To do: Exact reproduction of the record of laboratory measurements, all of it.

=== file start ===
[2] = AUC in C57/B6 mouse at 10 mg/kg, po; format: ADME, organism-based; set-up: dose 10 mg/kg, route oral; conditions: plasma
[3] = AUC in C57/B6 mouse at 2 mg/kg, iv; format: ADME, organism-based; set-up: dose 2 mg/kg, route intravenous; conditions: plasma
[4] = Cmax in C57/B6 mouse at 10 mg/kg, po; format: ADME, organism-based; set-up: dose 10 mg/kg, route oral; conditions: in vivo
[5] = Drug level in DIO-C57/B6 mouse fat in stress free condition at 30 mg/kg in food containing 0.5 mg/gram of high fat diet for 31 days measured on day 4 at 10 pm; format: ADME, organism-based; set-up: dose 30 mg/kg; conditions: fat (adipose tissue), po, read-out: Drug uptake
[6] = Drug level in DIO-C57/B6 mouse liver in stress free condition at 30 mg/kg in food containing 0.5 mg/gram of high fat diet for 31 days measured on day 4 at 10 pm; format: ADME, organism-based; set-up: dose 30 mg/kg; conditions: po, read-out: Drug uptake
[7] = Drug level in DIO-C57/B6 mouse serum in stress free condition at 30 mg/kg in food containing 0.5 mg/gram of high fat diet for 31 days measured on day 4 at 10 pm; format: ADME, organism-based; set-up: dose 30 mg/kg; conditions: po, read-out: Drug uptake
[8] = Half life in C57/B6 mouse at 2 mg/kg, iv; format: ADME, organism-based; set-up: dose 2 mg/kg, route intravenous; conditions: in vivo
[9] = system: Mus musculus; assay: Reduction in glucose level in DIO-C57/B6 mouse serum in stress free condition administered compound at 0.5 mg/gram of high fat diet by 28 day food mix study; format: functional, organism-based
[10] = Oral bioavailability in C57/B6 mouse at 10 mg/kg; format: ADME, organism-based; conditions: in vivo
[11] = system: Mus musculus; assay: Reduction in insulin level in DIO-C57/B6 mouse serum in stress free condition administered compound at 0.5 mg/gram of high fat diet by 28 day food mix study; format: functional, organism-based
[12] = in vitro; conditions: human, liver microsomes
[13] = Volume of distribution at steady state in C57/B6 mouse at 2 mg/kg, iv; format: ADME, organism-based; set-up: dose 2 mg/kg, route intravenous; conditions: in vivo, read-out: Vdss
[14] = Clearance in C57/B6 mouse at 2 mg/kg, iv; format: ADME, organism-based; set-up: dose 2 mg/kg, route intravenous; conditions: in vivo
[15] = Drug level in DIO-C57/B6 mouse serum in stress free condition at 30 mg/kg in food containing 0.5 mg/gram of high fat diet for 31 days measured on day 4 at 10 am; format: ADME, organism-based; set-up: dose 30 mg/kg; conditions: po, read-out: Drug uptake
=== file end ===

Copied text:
[2] = AUC in C57/B6 mouse at 10 mg/kg, po; format: ADME, organism-based; set-up: dose 10 mg/kg, route oral; conditions: plasma
[3] = AUC in C57/B6 mouse at 2 mg/kg, iv; format: ADME, organism-based; set-up: dose 2 mg/kg, route intravenous; conditions: plasma
[4] = Cmax in C57/B6 mouse at 10 mg/kg, po; format: ADME, organism-based; set-up: dose 10 mg/kg, route oral; conditions: in vivo
[5] = Drug level in DIO-C57/B6 mouse fat in stress free condition at 30 mg/kg in food containing 0.5 mg/gram of high fat diet for 31 days measured on day 4 at 10 pm; format: ADME, organism-based; set-up: dose 30 mg/kg; conditions: fat (adipose tissue), po, read-out: Drug uptake
[6] = Drug level in DIO-C57/B6 mouse liver in stress free condition at 30 mg/kg in food containing 0.5 mg/gram of high fat diet for 31 days measured on day 4 at 10 pm; format: ADME, organism-based; set-up: dose 30 mg/kg; conditions: po, read-out: Drug uptake
[7] = Drug level in DIO-C57/B6 mouse serum in stress free condition at 30 mg/kg in food containing 0.5 mg/gram of high fat diet for 31 days measured on day 4 at 10 pm; format: ADME, organism-based; set-up: dose 30 mg/kg; conditions: po, read-out: Drug uptake
[8] = Half life in C57/B6 mouse at 2 mg/kg, iv; format: ADME, organism-based; set-up: dose 2 mg/kg, route intravenous; conditions: in vivo
[9] = system: Mus musculus; assay: Reduction in glucose level in DIO-C57/B6 mouse serum in stress free condition administered compound at 0.5 mg/gram of high fat diet by 28 day food mix study; format: functional, organism-based
[10] = Oral bioavailability in C57/B6 mouse at 10 mg/kg; format: ADME, organism-based; conditions: in vivo
[11] = system: Mus musculus; assay: Reduction in insulin level in DIO-C57/B6 mouse serum in stress free condition administered compound at 0.5 mg/gram of high fat diet by 28 day food mix study; format: functional, organism-based
[12] = in vitro; conditions: human, liver microsomes
[13] = Volume of distribution at steady state in C57/B6 mouse at 2 mg/kg, iv; format: ADME, organism-based; set-up: dose 2 mg/kg, route intravenous; conditions: in vivo, read-out: Vdss
[14] = Clearance in C57/B6 mouse at 2 mg/kg, iv; format: ADME, organism-based; set-up: dose 2 mg/kg, route intravenous; conditions: in vivo
[15] = Drug level in DIO-C57/B6 mouse serum in stress free condition at 30 mg/kg in food containing 0.5 mg/gram of high fat diet for 31 days measured on day 4 at 10 am; format: ADME, organism-based; set-up: dose 30 mg/kg; conditions: po, read-out: Drug uptake